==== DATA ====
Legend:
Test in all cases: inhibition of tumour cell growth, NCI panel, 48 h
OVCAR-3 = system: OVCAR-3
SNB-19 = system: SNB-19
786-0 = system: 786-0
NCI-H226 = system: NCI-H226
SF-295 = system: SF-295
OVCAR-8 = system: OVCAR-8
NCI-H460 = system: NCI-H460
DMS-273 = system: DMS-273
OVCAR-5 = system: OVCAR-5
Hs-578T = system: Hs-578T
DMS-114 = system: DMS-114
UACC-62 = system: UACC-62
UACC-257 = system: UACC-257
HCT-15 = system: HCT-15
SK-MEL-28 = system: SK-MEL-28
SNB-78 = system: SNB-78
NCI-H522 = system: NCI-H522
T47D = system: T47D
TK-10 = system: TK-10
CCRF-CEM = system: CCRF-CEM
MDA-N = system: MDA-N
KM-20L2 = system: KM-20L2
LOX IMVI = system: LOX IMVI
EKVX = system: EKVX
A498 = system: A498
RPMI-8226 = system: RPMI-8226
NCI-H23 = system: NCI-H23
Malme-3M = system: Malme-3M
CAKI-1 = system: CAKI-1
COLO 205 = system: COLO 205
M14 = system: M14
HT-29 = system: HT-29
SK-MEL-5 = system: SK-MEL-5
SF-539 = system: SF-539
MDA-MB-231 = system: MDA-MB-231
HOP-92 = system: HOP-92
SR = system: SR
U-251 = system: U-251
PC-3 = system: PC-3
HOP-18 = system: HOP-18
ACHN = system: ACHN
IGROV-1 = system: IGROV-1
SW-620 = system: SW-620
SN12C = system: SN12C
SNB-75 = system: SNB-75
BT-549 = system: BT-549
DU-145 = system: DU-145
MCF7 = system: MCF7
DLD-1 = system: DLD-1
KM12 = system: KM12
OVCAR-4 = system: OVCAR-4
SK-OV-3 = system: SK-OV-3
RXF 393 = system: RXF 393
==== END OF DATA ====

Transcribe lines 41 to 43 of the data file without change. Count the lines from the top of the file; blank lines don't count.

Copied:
PC-3 = system: PC-3
HOP-18 = system: HOP-18
ACHN = system: ACHN